In a state chock full of freshwater reservoirs and dozens of prime offshore fishing opportunities, there’s one spot that could be overlooked that offers a unique fishing opportunity for anglers.
The Chowan River runs from the Virginia State Line all the way to the Albemarle Sound and it’s fishing is fine. Think about this for a minute. Where else can you catch a crappie and a flounder in the same waters? The freshwater and brackish waters that come up out of the sound mix species quite frequently, especially down at the mouth of the river before it ends in the sound.
The Chowan is what natives call a blackwater river. It is formed by the merging of the Nottoway and Blackwater rivers near the North Carolina/Virginia Border. It is later joined by the Meherrin River and flows to the Albemarle.
What can you catch? We’ve already mentioned crappie and flounder. Most of the river is excellent for largemouth bass, striped bass, huge catfish and all kinds of panfish – bream, chinquapins, sunfish and the like. Down at the mouth of the river, there are also redfish for the taking as well. Live bait is best for flounder and redfish. The Chowan River is often called the “Capital of the river herring” fishery.
Freshwater fish like panfish are best on live bait like grass shrimp, crickets or worms. Crappie like to eat minnows, but will also hit jigs and other small artificial lures.
Bass anglers here find that spinnerbaits and buzzbaits work well early and late, especially in the semi-clear tea colored water of the river. When the fish get up in tops or other structures, plastic worms and creature baits work well. Worms work well along the cypress trees. Dark colors are the favorites for many anglers. Crankbaits will work as well, especially when the fish are chasing shad or small bream. Try to figure out what the fish are eating and match the color of your crankbait to either shad or bream patterns.
The river flows 50 miles and has a huge drainage area. There are a few deep spots in the river, like around Holiday Island, but for the most part the river is 15-18 feet deep. The drainage and the swampland that surrounds the river keeps it rich with nutrients. The rising and falling tide also keeps the water moving, although the tide heights usually vary between a foot or 18 inches based on low or high tide. The river is narrow in some places, less than a quarter mile wide. But it also has areas that are two miles wide, especially close to the mouth. All along the way, the river is lined with great fishing habitat provided by stands of cypress trees along the bank.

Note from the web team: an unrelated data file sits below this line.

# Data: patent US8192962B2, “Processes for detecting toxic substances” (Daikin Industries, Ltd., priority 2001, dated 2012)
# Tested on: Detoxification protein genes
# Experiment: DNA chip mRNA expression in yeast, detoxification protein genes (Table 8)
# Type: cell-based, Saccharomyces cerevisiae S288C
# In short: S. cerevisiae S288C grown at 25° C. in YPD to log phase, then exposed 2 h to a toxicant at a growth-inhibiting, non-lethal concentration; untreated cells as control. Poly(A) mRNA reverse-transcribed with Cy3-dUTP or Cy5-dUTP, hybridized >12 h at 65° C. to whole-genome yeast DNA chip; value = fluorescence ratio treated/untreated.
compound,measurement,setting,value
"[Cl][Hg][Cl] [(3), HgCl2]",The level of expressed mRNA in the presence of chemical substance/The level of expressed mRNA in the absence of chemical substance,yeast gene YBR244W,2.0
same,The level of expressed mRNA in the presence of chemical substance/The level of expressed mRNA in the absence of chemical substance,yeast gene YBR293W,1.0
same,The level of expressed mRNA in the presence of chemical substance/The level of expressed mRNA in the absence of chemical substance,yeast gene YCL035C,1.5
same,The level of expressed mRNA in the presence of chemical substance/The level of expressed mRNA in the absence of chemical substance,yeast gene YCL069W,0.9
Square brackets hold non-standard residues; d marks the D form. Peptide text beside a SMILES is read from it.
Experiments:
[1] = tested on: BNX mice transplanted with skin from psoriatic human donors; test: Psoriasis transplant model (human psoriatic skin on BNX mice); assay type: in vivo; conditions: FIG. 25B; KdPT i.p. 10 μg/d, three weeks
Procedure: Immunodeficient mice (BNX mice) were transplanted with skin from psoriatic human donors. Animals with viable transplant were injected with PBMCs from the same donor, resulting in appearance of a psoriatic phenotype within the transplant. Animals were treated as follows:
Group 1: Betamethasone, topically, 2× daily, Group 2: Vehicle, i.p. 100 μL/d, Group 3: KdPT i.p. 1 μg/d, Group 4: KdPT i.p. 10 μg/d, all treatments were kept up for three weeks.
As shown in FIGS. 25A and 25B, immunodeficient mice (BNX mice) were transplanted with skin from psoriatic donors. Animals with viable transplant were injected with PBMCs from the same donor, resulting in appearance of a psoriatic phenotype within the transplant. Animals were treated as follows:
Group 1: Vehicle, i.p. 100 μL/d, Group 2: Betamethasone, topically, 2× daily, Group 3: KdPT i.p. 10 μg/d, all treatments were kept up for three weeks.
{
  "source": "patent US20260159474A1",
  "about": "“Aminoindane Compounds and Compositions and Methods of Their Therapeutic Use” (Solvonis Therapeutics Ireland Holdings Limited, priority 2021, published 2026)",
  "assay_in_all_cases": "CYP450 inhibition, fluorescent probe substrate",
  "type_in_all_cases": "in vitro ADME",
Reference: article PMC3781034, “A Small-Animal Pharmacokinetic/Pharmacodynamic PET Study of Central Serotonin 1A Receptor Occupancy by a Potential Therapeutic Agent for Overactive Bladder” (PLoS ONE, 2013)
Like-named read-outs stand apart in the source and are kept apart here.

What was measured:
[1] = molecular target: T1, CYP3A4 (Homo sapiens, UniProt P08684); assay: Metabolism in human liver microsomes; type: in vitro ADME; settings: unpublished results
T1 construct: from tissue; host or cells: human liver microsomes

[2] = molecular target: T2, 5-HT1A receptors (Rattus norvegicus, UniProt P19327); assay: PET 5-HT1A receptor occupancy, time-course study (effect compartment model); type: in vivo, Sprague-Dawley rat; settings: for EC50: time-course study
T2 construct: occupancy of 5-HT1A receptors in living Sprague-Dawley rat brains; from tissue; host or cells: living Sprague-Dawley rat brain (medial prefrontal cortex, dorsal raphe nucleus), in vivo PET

Being familiar with the waters is key. That’s why a good guide is worth the money. They can take you up the rivers or into areas like Bennett’s Creek, which connects the river with Merchant’s Millpond State Park. There’s also the Wiccacon River that is accessible if you know where to go. Striped bass fishermen use silver or shad colored baits, or hair jigs. The striped bass population is thriving here and there are quite a few older fish caught, which shows the fishing is healthy today and for the future.
Located near the mouth of the river, the town of Edenton is the County Seat and the largest community along the river. Edenton has several motels and bed and breakfasts and lots of restaurants and places to get fishing supplies. It’s also home to several great guides.
Edenton is a historical site with lots of things to do like visit the Edenton National Fish Hatchery, the Roanoke River Lighthouse or areas like the James Iredell House, the Penelope Barker House of the Elizabeth Gardens. You can also study up on the Civil War history of the region and stories about how Union ships sailed up the river bombarding Confederate posts along the way.
But if you play your cards right, you’ll be more interested in telling fish stories than old war stories.
Also, about halfway down the river, the Rocky Hock Campground also offers a place to stay overnight and launch your boat. It is located on the eastern side of the river.
While not as wide open and daunting as some of the North Carolina waters along the Atlantic Ocean, the Chowan River still offers challenges for anglers who are not familiar with the waters. Different species run in different spots along the river and there’s nothing more relaxing or rewarding than hiring a guide to take you down the river. Just the knowledge you pick up from a seasoned angler is worth a huge part of the price. Whether you want to catch a crappie or a flounder, check out local guides along the river and at the mouth near Edenton. It’ll make your trip one to remember.